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^ No, I was thinking a 'really good' 12V battery in the car, but leave car off, and then after coffee-making, start the car and let the DCDC charge it as normal.

BUT, I may be way over-estimating the ability of typical automotive lead acid batteries. I'm not really sure what they're capable of - I just did a quick search for max c-rate discharge etc. and the few hits I got and peeked at in the few seconds I glanced were very low values, like nowhere near 4C, more like under 1C (1C would be 28 amps for a 28Ah battery, stock Insight battery is about 28Ah as I recall)...

4C would be a walk in the park for Insight NiMH cells...

As I recall, Insight 12V starter load at about 130 amps drops 12V battery voltage to something like 9V, that's why I chose 9V... But that starter load is for seconds, not minutes.

100amps, or 111 amps, or thereabouts, for 5 minutes, is undoubtedly a very heavy load for a typical automotive lead acid. My guess is you could buy a special, higher quality lead acid that could probably handle it fine, maybe a deep cycle or something. Or better yet, a lithium iron... Those are expensive, all this might be overkill, etc. But, if you really want fast coffee in the woods, might be worth looking into some more.

Shoot, it might even be worth looking into using the electric motor output as a generator, I know there's been a few threads about that, but I don't recall what the verdict was.


edit: Just thought of something: If you really needed to go through the trouble of fitting an expensive 12V battery into the car to power your inverter - it wouldn't be worth it, at all. You'd be better off buying a small camp stove, boiling water on it, and using a cone-style filter to make your coffee.

IF one had grander woodsy-power fantasies, it would be cool to figure out something to convert electric motor output to AC 120V, or something.* But definitely not worth it for coffee.

*edit2: still thinking about this. Ran into this post that seems to suggest something really doable, mainly the first idea:

Based on some playing with an Insight with no IMA [electronics/pack I gather]:

-2 of the 3 phase outputs of the motor can power a 120V 1500W shop light, at just over idle. Rev the engine and you get up to 250VAC. Since it is AC, one could transform the voltage up or down as required.

Problem is that the voltage is engine rpm regulated. A 3 phase bridge rectifier connected to the IMA motor leads will yield a high current DC power source that varies between 80-250V depending on rpm.

Should present some interesting possibilities.
 

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So like a little 12v battery and just leave it on a battery tender to keep it topped off and power that with the car?
Going that route, you'd be looking at a decent sized deep cycle battery in the passenger footwell, or mount in the back where the spare is supposed to be. Either location you'd have to mount to the deck, they are heavy, that's a weight you want secured and not flying about in an accident!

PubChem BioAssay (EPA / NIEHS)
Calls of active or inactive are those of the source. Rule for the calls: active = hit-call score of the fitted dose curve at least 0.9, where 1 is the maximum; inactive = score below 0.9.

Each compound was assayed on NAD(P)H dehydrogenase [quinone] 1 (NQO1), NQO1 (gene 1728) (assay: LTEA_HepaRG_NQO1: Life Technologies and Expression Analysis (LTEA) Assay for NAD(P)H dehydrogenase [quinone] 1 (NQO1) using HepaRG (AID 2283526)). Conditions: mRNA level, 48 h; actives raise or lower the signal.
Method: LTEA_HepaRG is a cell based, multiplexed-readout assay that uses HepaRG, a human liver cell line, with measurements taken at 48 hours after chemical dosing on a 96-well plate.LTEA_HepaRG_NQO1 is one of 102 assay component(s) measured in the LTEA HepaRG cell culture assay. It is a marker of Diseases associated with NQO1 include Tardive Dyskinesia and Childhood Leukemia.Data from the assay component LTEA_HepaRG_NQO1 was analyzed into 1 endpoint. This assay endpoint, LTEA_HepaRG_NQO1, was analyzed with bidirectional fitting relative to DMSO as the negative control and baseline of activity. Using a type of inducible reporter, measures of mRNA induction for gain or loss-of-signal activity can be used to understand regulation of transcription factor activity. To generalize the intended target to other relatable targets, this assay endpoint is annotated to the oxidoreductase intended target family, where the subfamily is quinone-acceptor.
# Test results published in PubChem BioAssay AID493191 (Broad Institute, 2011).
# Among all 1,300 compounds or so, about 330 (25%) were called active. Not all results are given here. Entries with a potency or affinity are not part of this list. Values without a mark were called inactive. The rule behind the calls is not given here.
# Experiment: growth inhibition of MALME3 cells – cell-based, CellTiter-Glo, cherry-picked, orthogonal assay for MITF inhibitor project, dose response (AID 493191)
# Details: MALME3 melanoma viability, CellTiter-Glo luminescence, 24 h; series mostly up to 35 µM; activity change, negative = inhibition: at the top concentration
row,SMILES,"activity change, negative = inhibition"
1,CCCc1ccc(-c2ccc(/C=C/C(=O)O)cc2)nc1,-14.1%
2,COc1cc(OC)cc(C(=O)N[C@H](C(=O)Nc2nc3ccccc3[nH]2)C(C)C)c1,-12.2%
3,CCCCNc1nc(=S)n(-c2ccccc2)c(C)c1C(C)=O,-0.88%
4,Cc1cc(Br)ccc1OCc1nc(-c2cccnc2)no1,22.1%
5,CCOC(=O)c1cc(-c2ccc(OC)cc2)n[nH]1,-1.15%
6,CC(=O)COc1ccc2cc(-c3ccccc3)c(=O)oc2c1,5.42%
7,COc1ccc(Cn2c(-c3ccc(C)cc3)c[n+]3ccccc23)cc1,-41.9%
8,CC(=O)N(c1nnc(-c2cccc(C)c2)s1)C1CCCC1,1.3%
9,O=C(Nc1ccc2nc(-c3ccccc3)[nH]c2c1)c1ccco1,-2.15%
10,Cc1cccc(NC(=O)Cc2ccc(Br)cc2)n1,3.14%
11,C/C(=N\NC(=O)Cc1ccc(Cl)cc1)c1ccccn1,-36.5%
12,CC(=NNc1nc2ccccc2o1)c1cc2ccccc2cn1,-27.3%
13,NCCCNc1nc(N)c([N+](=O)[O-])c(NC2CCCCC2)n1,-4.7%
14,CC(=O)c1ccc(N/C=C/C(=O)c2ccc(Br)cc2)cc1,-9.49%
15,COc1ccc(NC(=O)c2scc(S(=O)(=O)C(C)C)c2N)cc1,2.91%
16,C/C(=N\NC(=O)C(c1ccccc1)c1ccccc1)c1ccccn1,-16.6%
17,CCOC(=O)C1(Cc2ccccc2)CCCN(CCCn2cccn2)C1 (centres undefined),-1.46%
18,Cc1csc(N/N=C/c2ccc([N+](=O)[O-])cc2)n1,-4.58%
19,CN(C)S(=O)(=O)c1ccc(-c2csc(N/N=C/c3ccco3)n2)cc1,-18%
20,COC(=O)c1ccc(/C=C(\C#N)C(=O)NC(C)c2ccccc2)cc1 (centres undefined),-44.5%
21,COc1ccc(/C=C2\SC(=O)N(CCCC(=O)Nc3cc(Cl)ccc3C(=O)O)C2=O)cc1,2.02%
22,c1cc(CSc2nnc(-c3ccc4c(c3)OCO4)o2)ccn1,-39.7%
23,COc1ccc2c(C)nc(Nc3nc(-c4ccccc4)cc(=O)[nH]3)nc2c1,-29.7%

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Discussion Starter · #10 ·
Yeah, might just get a heated pot, those take a while but I do long drives so it would work. They'll get to boiling in like 45 minutes off the cigarette lighter plug
 

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Discussion Starter · #14 ·
I like the makers so I dont have to make it but probably not a great option. Other option is to make coffee every night or morning in the hotel and use my thermos
 

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1st world problems :)
 

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Discussion Starter · #16 ·
I know, I'm mainly just trying to reduce my waste from getting a cup and lid all the time plus the cost adds up. Not that I can't afford it, just that it's kinda silly to have that cost for something and it's not even the best option. I frequently end up getting bad coffee from places since I travel so much I'm not always stopping at the same places.
 

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I know, I'm mainly just trying to reduce my waste from getting a cup and lid all the time plus the cost adds up. Not that I can't afford it, just that it's kinda silly to have that cost for something and it's not even the best option. I frequently end up getting bad coffee from places since I travel so much I'm not always stopping at the same places.
I hear ya. Unless it's overseas, my work travel for the last few years has been the motorhome. Before that all the work roadtrips were motorcyle. I got used to knocking back crappy roadside coffee quickly, but it was still a step up from 20 years of navy submarine coffee :)
 

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I'd buy the Makita one.

Sam